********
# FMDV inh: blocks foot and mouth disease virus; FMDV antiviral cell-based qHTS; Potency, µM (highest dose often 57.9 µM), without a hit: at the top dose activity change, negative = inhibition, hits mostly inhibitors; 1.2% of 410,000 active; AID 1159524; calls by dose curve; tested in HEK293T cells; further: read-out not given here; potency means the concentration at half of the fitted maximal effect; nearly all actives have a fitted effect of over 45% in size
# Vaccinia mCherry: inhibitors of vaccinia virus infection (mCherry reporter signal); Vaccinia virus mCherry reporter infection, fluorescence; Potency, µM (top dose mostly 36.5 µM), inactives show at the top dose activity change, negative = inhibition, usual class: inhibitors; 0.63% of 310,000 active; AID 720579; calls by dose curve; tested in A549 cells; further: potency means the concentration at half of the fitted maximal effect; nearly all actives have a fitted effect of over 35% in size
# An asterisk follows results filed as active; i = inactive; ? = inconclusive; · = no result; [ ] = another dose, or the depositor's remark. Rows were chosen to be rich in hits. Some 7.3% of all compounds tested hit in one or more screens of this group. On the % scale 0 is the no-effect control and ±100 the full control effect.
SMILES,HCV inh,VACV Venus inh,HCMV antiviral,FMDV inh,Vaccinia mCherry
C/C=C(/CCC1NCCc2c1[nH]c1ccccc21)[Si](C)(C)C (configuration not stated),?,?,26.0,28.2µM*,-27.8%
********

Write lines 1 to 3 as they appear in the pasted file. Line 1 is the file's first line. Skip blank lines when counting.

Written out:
# FMDV inh: blocks foot and mouth disease virus; FMDV antiviral cell-based qHTS; Potency, µM (highest dose often 57.9 µM), without a hit: at the top dose activity change, negative = inhibition, hits mostly inhibitors; 1.2% of 410,000 active; AID 1159524; calls by dose curve; tested in HEK293T cells; further: read-out not given here; potency means the concentration at half of the fitted maximal effect; nearly all actives have a fitted effect of over 45% in size
# Vaccinia mCherry: inhibitors of vaccinia virus infection (mCherry reporter signal); Vaccinia virus mCherry reporter infection, fluorescence; Potency, µM (top dose mostly 36.5 µM), inactives show at the top dose activity change, negative = inhibition, usual class: inhibitors; 0.63% of 310,000 active; AID 720579; calls by dose curve; tested in A549 cells; further: potency means the concentration at half of the fitted maximal effect; nearly all actives have a fitted effect of over 35% in size
# An asterisk follows results filed as active; i = inactive; ? = inconclusive; · = no result; [ ] = another dose, or the depositor's remark. Rows were chosen to be rich in hits. Some 7.3% of all compounds tested hit in one or more screens of this group. On the % scale 0 is the no-effect control and ±100 the full control effect.